MR. JUSTICE STEVENS focuses on what I believe to be the right question in this case—whether there were exigent circumstances—and reaches an affirmative answer because he finds a "significant risk that the marked money would no longer be in Santana's possession if the police waited until a warrant could be obtained." Ante, at 44. I agree that there were exigent circumstances in this case. McCafferty was arrested a block and a half down the street from Santana's home. Although the arresting officers did not see anyone in Santana's home watching the arrest, App. 16, one officer testified: "We were a block and a half from her home when the arrest was made. I am sure that the word would have been back within a matter of seconds or minutes." Id., at 51. That is undoubtedly a reasonable conclusion to draw
I do not believe, however, that these exigent circumstances automatically validate Santana's arrest. The exigency that justified the entry and arrest was solely a product of police conduct. Had Officer Gilletti driven McCafferty to a more remote location before arresting her, it appears that no exigency would have been created by the arrest; in such an event a warrant would have been necessary, in my view, before Santana could have been arrested. United States v. Watson, 423 U. S., at 433 (MARSHALL, J., dissenting). It is not apparent on this record why Officer Gilletti arrested McCafferty so close to Santana's home when the arresting officers were clearly aware that such a nearby arrest would necessitate the prompt arrest of Santana. App. 51. While a police decision that the time is right to arrest a suspect should properly be given great deference, cf. Hoffa v. United States, 385 U.S. 293, 310 (1966), the power to arrest is an awesome one and is subject to abuse. An arrest may permit a search of premises incident to the arrest, a search that otherwise could be carried out only upon probable cause and pursuant to a search warrant. Likewise, an arrest in circumstances such as those presented here may create exigency that may justify a search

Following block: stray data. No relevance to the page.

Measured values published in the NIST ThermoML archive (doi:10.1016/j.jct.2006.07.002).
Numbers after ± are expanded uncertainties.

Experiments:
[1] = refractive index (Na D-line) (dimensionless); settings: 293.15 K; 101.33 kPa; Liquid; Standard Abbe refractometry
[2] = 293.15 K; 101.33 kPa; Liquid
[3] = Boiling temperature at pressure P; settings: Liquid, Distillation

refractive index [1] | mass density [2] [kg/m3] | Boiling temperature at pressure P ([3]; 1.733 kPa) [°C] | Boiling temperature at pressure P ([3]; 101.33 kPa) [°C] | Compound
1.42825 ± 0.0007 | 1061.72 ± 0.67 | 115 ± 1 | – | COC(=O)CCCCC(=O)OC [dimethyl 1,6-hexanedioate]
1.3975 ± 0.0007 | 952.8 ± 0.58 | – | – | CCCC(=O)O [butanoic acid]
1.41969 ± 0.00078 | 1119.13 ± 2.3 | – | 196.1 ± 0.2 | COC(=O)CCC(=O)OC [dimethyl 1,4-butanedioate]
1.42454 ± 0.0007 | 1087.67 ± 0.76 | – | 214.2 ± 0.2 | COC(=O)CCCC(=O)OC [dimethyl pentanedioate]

"[T]he doctrine of deference that the Court invokes is contrary to the principles of constitutional analysis practiced since Marbury v. Madison, 1 Cranch 137 (1803). . . . [I]t is well settled that the mere existence of statutes or practice, even of long standing, is no defense to an unconstitutional practice. `[N]o one acquires a vested or protected right in violation of the Constitution by long use, even when that span of time covers our entire national existence and indeed predates it.' Walz v. Tax Comm'n, 397 U.S. 664, 678 (1970). See also Almeida-Sanchez v. United States, 413 U.S. 266 (1973); Roe v. Wade, 410 U.S. 113 (1973); Furman v. Georgia, 408 U.S. 238 (1972); Reynolds v. Sims, 377 U.S. 533 (1964). Our function in constitutional cases is weightier than the Court today suggests: where reasoned analysis shows a practice to be constitutionally deficient, our obligation is to the Constitution, not the Congress." 423 U. S., at 443 (dissenting opinion) (footnote omitted).